The incidents of prostate cancer is highest in Australia and New Zealand and lowest in South Central Asia. So what is it in this  increased waist size, (or apple shape as opposed to pear shape) that is driving these higher risks?  According to the  Harvard School of Public Health  The fat surrounding the liver and other abdominal organs, so-called visceral fat, is very metabolically active. It releases fatty acids, inflammatory agents, and hormones that ultimately lead to higher LDL cholesterol, triglycerides, blood glucose, and blood pressure. Male hormones, or androgens, drive the development of prostate cancer. Two common androgens are testosterone and the more powerful, less friendly, dihydrotestosterone (DHT). It is possible that this increased viseral fat drives the production of DHT.

The Nurses’ Health Study,(yes I know nurses are more often women) one of the largest and longest studies to date that has measured abdominal obesity, looked at the relationship between waist size and death from heart disease, cancer, or any cause in middle-aged women. After following this enormous cohort of women for 16 years they found that women who had a waist size of 35 inches almost doubled their risk of  dying from heart disease and cancer, and the higher the size the bigger the risk.

Food for Thought

OK, so we should lose that beer belly, anything else we can do? Well yes, if epidemiology studies on diet and disease are telling us anything. Why has there been a twenty-five fold increase in prostate cancer in Japan since world war two? Could it have anything to do with the sevenfold increase in egg consumption, a ninefold increase in meat consumption, and a twentyfold increase in dairy consumption?

Many things happened in Japan to change the rates of death, but it does appear that  the rise of milk consumption is a significant factor. We have grown up with a cultural belief that milk is altogether a ‘good thing’, all sorts of phases link it to the positive in our upbringing, “The milk of human kindness”, “mother’s milk” tells us subliminally that this is a good thing. Fear of osteoporosis encourages us to increase our calcium intake and this is often linked to milk in many people’s minds.

The truth turns out to be somewhat different. Not only do numerous rigorous scientific studies point to high intake of dairy appearing to increase total prostate cancer risk, but milk may, ironically, even increase bone and hip fracture rates, something that would seem to be counter-intuitive to our prevailing cultural conditioning.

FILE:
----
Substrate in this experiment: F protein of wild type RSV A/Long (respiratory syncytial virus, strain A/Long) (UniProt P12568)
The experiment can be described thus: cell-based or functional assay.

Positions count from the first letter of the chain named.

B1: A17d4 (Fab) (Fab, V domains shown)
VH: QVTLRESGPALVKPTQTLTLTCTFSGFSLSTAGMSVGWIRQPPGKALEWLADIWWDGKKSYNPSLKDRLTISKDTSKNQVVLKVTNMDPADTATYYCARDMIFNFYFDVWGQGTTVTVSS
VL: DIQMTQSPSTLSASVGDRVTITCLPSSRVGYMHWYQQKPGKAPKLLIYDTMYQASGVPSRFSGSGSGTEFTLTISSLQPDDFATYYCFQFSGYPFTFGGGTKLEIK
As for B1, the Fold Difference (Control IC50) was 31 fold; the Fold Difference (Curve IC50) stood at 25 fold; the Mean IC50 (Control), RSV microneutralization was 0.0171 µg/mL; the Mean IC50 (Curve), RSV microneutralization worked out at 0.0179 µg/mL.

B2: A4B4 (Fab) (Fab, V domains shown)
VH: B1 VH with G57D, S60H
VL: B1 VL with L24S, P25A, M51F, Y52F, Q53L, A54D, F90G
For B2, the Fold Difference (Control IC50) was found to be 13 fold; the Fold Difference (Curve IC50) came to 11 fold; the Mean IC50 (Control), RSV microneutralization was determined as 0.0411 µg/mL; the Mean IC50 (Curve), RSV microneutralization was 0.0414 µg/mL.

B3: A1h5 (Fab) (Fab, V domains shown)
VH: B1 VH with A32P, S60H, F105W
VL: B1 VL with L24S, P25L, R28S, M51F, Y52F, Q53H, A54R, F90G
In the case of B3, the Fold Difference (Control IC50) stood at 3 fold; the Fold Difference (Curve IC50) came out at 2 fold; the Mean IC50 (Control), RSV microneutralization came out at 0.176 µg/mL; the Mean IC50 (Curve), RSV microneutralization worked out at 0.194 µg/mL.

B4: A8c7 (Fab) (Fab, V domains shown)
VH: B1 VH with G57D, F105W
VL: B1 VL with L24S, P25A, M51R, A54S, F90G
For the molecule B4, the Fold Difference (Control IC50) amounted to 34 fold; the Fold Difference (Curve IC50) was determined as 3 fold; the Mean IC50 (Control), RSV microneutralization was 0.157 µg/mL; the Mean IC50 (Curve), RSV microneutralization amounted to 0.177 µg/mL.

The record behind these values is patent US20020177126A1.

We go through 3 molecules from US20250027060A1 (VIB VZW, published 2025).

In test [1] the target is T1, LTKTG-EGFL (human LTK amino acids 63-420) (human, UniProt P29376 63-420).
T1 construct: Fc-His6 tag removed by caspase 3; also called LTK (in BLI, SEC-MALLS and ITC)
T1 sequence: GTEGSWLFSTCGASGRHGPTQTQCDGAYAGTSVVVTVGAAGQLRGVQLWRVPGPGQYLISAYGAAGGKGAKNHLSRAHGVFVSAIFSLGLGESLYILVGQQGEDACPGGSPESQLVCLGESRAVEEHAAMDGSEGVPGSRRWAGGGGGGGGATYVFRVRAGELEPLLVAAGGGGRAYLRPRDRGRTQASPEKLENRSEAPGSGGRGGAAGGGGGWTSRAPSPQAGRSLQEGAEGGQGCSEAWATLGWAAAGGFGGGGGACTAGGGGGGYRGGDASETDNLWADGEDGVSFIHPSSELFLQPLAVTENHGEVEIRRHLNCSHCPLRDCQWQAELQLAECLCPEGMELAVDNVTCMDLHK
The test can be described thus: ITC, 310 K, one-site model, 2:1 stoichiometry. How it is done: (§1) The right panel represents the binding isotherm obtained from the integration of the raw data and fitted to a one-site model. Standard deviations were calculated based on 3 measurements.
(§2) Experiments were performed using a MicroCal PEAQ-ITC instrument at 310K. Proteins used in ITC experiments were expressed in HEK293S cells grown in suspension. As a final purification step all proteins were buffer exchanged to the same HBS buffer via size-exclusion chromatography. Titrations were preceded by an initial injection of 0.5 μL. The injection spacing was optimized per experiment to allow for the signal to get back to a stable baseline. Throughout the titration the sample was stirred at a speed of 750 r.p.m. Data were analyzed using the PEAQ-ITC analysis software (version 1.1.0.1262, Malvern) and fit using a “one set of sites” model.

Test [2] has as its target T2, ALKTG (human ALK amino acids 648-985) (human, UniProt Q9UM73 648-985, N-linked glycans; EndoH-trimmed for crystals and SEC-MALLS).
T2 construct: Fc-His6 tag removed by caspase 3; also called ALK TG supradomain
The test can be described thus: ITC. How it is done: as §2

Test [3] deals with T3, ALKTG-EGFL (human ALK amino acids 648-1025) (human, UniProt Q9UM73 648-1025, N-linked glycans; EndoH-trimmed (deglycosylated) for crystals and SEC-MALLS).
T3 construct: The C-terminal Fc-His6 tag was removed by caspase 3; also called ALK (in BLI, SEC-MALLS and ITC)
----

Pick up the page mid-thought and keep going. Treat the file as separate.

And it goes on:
Milk is not the only ‘good’ food associated with higher risks of prostate cancer, eggs, chicken and most animal proteins are associated with up to four times the risk of prostate cancer progression. Now I have been a life long vegetarian so avoiding meat, for me, is no sacrifice, however moving to a fully vegan diet and abandoning eggs and cheese is more of a challenge. But this is where the science seems to be taking us. Not that you will hear this from any government any time soon. That would lose too many farming  votes and food industry cash. Sadly we cannot rely on the government as a reliable source of anything but the blandest of health advice. And anyway, such governmental health advice is not effective. What might be more effective is, following the likes of the Finnish example and concentrating on encouraging and introducing young children in school to a wide range of exciting and tasty vegetables so that they at least grow up with a healthier and more protective diet. Banging on about ‘5 a day’ seems singularly ineffective. Perhaps the way forward is via taste and joy rather than advice and guilt.

A:V ratio

This takes us to the A:V ratio. or the rate of Animal to Vegetable proteins in our diets. Many research studies have tried to test for this and, sure enough, the more we shift towards a plant-based diet, the lower the signs linked to prostate cancer, like PSA levels, are. It is looking very likely that the ideal A:V ratio is closer to zero than one. And this is not just for prostate cancer, it seems to apply too for cancer prevention in general.

Allen et al. reported in the International Journal of Cancer in 2013 on the largest study ever performed on bladder cancer that involved nearly 500,000 people in Europe, found that an increase in animal protein consumption of just 3% was associated with a 15% increase in risk of bladder cancer, the other cancer my father suffered from.  On the other hand, an increase in plant protein intake of only 2% was associated with a 23% decreased cancer risk.

So while politicians will wail, with some justification, at the struggles of our National Health Service, behind the headlines, science is inexorably pointing to a dramatic change needed in our farming and food culture, if we are really to successfully deal with the growth of chronic disease and the ever rising cancer levels. This will take an ongoing revolution.

It seems almost impossible to imagine the kind of shift in habitual eating habits needed to make a dent in the drivers for our high cancer rates. We know that a very significant proportion of cancers are lifestyle and particularly food, related.  But I am confident things will eventually change and fewer of us, like my father, will have to suffer unnecessarily due to our ignorance of what our eating habits are subtly doing to us, when all the time we thought we were doing the right thing. However it is going to take far, far too long, both for the chances of a whole generation, not to mention climate change, to get these kind of profound changes.